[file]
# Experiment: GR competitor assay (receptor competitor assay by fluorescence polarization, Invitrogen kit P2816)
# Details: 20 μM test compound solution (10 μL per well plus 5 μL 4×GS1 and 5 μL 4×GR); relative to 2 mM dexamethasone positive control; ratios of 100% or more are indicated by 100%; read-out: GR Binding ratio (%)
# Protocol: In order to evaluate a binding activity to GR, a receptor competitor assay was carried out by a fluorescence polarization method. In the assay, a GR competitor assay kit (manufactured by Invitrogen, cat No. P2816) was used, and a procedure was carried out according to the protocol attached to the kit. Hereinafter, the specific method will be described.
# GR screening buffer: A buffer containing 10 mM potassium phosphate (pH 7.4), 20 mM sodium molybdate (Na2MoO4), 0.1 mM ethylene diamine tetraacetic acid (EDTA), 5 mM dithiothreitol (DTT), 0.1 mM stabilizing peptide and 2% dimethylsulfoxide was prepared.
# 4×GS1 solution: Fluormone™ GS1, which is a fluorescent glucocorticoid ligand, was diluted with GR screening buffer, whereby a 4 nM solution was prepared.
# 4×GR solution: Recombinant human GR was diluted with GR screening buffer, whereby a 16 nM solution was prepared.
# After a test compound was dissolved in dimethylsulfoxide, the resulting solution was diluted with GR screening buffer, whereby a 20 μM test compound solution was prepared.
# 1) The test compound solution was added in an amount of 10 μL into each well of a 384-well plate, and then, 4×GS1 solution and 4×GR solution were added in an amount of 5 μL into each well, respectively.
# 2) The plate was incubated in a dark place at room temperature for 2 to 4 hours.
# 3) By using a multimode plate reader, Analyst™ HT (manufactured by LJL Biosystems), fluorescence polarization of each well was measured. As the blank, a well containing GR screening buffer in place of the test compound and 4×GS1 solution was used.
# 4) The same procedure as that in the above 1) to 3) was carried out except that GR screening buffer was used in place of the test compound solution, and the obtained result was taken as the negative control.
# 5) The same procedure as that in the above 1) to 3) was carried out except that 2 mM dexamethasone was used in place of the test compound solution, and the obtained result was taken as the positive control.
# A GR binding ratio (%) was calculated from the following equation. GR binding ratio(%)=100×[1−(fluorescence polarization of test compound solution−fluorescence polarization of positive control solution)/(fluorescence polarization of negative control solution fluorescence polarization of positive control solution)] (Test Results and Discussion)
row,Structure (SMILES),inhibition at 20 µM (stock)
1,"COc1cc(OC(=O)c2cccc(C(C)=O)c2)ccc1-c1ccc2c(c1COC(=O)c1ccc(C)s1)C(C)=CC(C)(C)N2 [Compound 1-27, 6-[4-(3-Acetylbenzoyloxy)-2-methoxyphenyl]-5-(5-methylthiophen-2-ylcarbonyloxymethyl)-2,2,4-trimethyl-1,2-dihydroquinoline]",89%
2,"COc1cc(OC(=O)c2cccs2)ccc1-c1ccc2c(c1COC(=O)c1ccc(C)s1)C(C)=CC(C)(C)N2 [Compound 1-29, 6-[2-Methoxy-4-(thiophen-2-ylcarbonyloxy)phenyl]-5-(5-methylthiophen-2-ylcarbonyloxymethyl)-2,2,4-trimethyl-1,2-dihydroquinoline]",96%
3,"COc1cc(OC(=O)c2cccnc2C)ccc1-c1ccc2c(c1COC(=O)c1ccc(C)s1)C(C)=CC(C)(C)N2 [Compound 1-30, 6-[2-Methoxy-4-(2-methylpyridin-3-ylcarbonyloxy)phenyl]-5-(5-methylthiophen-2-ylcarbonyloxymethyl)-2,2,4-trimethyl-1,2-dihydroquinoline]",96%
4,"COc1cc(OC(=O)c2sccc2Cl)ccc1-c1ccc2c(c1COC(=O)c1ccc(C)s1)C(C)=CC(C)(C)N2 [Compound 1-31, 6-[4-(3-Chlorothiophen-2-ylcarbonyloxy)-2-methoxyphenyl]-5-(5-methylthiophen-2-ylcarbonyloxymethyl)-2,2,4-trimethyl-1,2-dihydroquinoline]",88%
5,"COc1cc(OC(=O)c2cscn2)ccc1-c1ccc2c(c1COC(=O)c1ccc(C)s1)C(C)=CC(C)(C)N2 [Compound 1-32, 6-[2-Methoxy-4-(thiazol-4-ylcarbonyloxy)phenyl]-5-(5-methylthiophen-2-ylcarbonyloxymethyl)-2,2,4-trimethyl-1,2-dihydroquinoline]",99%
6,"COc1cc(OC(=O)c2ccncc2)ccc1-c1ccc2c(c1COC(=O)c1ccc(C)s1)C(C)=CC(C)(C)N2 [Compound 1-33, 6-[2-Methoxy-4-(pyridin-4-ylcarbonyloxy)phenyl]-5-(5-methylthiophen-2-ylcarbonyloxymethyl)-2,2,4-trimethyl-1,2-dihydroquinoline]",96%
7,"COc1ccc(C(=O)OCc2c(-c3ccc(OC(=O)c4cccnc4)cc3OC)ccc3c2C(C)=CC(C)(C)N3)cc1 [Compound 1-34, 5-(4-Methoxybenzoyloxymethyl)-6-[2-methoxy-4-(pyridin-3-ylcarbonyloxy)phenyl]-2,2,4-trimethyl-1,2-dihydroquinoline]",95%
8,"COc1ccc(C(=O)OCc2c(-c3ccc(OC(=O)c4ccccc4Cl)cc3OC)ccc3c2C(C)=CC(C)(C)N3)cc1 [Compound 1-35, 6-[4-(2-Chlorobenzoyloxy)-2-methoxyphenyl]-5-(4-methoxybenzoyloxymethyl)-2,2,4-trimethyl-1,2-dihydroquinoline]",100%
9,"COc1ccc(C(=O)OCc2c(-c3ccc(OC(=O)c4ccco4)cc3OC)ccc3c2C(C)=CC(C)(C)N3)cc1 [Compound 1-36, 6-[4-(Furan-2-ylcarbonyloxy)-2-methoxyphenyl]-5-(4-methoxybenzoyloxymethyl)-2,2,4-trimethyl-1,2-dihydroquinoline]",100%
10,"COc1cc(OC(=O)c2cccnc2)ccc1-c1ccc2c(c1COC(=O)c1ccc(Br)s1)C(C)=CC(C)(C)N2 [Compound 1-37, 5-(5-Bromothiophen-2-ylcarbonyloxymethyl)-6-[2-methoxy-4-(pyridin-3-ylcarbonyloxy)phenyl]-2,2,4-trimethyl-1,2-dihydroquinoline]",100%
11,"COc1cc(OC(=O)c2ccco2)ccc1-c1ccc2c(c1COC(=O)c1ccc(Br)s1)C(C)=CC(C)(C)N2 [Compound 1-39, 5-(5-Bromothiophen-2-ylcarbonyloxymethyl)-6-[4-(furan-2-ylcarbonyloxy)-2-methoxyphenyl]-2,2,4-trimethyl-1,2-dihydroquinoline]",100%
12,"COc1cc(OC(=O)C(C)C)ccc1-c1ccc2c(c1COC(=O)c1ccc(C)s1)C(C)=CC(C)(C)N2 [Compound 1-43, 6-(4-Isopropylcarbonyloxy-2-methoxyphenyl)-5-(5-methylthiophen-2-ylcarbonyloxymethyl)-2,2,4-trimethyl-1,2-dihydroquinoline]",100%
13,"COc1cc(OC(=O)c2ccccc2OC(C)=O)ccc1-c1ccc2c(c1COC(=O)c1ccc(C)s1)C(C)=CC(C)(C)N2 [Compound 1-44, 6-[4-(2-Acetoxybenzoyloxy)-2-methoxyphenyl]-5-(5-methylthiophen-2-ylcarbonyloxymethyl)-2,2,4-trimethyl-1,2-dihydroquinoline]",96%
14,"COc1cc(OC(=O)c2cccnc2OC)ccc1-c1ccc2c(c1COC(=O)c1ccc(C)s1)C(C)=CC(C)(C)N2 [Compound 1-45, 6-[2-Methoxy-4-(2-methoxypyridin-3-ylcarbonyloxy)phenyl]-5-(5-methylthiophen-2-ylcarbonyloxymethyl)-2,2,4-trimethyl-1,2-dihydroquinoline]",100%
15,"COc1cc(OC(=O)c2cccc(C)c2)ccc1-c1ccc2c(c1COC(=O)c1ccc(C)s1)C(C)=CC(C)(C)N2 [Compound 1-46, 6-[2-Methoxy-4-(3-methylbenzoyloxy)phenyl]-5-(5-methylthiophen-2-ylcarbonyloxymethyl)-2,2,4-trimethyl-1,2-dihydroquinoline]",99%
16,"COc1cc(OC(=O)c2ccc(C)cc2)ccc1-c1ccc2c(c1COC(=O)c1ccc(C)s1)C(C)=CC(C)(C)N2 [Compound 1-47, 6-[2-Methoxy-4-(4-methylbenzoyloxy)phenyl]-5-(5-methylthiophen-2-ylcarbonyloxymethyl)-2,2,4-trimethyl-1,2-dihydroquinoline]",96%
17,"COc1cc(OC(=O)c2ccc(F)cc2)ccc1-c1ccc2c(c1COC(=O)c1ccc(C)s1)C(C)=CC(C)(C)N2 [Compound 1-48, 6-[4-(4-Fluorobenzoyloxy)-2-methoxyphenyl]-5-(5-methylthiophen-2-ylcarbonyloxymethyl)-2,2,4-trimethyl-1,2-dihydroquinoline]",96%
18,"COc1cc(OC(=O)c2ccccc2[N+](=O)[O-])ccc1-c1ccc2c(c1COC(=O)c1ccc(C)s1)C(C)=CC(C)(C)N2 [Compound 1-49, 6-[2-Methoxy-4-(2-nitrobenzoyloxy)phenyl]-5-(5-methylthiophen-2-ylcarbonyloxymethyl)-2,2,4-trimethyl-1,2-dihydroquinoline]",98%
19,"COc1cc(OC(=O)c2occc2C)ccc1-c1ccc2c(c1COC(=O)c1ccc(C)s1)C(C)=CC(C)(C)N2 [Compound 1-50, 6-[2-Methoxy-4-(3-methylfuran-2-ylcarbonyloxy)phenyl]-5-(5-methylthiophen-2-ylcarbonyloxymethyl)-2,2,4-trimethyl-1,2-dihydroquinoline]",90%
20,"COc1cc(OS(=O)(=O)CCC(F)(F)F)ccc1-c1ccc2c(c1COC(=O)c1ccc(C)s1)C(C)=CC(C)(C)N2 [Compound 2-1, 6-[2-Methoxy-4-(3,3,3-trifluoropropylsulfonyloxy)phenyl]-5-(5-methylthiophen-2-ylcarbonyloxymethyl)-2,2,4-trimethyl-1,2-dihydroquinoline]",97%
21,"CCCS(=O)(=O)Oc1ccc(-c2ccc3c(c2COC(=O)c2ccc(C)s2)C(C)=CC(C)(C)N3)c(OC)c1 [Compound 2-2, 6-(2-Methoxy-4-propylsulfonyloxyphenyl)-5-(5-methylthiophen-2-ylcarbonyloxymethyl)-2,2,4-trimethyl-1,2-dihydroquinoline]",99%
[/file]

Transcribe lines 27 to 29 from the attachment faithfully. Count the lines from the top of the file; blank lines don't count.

13,"COc1cc(OC(=O)c2ccccc2OC(C)=O)ccc1-c1ccc2c(c1COC(=O)c1ccc(C)s1)C(C)=CC(C)(C)N2 [Compound 1-44, 6-[4-(2-Acetoxybenzoyloxy)-2-methoxyphenyl]-5-(5-methylthiophen-2-ylcarbonyloxymethyl)-2,2,4-trimethyl-1,2-dihydroquinoline]",96%
14,"COc1cc(OC(=O)c2cccnc2OC)ccc1-c1ccc2c(c1COC(=O)c1ccc(C)s1)C(C)=CC(C)(C)N2 [Compound 1-45, 6-[2-Methoxy-4-(2-methoxypyridin-3-ylcarbonyloxy)phenyl]-5-(5-methylthiophen-2-ylcarbonyloxymethyl)-2,2,4-trimethyl-1,2-dihydroquinoline]",100%
15,"COc1cc(OC(=O)c2cccc(C)c2)ccc1-c1ccc2c(c1COC(=O)c1ccc(C)s1)C(C)=CC(C)(C)N2 [Compound 1-46, 6-[2-Methoxy-4-(3-methylbenzoyloxy)phenyl]-5-(5-methylthiophen-2-ylcarbonyloxymethyl)-2,2,4-trimethyl-1,2-dihydroquinoline]",99%